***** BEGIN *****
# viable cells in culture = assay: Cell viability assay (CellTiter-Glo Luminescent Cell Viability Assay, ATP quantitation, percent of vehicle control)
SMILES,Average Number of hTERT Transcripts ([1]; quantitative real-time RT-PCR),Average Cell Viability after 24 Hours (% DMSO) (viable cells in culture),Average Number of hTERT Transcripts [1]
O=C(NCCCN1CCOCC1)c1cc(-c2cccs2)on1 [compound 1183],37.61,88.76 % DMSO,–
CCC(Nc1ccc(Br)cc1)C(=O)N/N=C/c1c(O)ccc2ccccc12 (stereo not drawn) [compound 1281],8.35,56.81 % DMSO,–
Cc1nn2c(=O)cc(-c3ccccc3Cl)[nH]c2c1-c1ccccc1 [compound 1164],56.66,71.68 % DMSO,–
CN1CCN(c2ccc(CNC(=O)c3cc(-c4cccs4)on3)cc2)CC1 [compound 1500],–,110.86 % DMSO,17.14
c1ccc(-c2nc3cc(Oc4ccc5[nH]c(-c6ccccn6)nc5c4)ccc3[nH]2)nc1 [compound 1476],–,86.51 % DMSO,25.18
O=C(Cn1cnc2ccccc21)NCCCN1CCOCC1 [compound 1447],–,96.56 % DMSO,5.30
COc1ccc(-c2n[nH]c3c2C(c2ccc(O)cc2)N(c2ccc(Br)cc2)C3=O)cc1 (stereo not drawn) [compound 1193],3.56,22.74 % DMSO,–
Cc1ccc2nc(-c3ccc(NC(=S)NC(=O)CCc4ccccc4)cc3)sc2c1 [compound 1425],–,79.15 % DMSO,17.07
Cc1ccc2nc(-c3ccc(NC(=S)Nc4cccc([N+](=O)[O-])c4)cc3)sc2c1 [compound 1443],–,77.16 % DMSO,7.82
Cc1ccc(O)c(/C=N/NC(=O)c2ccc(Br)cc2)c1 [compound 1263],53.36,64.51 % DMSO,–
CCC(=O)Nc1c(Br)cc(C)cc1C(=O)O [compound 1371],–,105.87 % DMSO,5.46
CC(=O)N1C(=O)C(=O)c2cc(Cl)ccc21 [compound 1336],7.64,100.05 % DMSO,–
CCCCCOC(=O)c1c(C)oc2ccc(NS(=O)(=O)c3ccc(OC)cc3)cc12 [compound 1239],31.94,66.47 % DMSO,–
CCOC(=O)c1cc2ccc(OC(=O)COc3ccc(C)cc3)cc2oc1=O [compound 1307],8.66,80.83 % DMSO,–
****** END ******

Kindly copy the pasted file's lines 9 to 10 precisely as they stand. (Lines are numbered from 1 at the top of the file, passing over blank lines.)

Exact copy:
COc1ccc(-c2n[nH]c3c2C(c2ccc(O)cc2)N(c2ccc(Br)cc2)C3=O)cc1 (stereo not drawn) [compound 1193],3.56,22.74 % DMSO,–
Cc1ccc2nc(-c3ccc(NC(=S)NC(=O)CCc4ccccc4)cc3)sc2c1 [compound 1425],–,79.15 % DMSO,17.07